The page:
S.A.V.E. Method

S.A.V.E Method (Outreach and Appraisal)

Engaging with marginalized communities to record their history is a significant responsibility, and it’s essential to approach it with sensitivity, respect, and intentionality. Stopping to check your intentions, assessing your relationships, and educating and archiving with care are crucial for several reasons.


Protestors picketing in 1960 at UMD


Stop and check your intentions for archiving born-digital records of marginalized identities

  • Avoid Exploitation: The history and experiences of marginalized groups have been exploited in the past, with their narratives often taken out of context or sensationalized. It’s essential to ensure that the intention behind the archival work is to empower and amplify their voices rather than exploit them.
  • Preserve Authenticity: Ensure that the stories and records are kept in a manner that retains their authenticity. The intention should be to capture the genuine experiences and perspectives of these communities.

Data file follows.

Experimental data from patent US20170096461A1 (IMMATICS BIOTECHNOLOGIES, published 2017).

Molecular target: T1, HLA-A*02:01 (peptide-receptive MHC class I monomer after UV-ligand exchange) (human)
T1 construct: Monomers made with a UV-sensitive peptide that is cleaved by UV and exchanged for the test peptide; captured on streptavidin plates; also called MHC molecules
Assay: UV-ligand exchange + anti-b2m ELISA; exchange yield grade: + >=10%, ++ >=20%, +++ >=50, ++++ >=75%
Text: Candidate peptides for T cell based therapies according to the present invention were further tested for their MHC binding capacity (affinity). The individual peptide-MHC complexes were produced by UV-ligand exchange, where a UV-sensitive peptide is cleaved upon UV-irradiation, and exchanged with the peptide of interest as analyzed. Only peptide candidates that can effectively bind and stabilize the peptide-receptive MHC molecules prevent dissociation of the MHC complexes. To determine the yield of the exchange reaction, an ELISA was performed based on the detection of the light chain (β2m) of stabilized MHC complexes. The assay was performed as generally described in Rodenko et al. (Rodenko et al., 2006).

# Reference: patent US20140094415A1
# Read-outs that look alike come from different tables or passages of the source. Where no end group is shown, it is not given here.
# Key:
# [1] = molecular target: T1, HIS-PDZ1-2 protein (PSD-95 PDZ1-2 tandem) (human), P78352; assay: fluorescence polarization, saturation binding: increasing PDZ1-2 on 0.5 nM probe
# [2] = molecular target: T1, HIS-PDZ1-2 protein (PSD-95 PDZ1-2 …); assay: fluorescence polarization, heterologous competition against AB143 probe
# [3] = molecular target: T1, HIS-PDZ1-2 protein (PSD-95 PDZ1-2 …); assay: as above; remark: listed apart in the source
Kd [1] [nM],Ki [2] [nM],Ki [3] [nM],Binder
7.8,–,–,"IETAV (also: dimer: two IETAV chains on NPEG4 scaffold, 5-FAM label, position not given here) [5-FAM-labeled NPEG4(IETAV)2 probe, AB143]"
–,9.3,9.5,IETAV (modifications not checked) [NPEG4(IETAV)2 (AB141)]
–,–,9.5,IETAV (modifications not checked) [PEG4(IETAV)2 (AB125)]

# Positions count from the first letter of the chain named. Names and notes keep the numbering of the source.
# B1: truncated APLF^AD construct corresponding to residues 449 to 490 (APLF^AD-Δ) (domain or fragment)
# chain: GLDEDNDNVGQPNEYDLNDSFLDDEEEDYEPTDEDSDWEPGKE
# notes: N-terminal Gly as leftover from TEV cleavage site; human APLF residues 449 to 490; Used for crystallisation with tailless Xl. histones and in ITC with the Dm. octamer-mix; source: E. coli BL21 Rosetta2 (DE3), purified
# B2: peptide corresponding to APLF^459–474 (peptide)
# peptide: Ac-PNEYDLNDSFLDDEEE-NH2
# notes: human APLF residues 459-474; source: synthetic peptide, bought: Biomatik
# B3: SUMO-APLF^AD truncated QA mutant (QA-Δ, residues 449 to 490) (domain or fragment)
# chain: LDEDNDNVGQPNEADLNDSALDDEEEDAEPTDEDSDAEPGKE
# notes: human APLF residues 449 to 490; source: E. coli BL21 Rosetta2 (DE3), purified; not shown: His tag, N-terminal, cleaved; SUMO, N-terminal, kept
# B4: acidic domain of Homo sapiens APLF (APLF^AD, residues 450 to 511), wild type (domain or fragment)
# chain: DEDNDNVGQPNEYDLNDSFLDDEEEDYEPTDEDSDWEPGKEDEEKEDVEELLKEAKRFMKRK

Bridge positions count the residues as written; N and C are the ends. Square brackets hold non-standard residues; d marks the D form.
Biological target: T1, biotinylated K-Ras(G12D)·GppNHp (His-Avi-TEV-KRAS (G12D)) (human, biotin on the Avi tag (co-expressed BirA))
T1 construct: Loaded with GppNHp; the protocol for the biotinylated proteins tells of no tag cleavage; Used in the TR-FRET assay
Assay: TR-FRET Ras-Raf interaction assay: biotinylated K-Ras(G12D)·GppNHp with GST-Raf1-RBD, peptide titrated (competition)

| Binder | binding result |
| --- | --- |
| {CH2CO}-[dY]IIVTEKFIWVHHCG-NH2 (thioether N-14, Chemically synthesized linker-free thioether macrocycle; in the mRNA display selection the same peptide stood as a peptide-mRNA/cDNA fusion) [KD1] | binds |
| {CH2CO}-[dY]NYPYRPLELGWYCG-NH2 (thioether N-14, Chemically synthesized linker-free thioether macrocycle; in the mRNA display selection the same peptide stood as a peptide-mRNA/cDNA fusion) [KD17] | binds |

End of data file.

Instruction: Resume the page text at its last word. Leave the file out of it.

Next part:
• Look for gaps in the record
  • Accountability
  • Discoverability (histories/narratives not accessible otherwise)

Stop and make sure to have culturally diverse voices helping inform decision-making process (the process should be inclusive)


Protest at UMD in 1960


Assess your relationship with historically underrepresented community(ies)

  • Has there been engagement in the past why or why not?
  • If there is evidence of previous attempts was it positive or negative (what can be learned from those attempts).
  • What are the challenges moving forward and how can you prepare yourself to address those challenges (baseline awareness is key, go into the community don’t expect community to come to you, assess your ability to invest REAL time).
  • Assess who is the custodian of digital record (seek permission!).
Protestors picketing in 1960 at UMD


View your options
* Should you use a post-custodial model
* Arm student leaders/organizations with information (hold workshops on preservation of digital content, privacy, curation, safety)
* Build relationships with community archives so you can make suggestions for other local repositories

Protest at UMD in 1960



  • Educate and archive with care (consider ethical concerns if you do acquire records)
  • Educate yourself on how the student groups may want to be represented in the archives, are there any concerns the community has
  • Educate yourself/team on language of community–make sure there is access to the archive –(create inclusive tagging and metadata)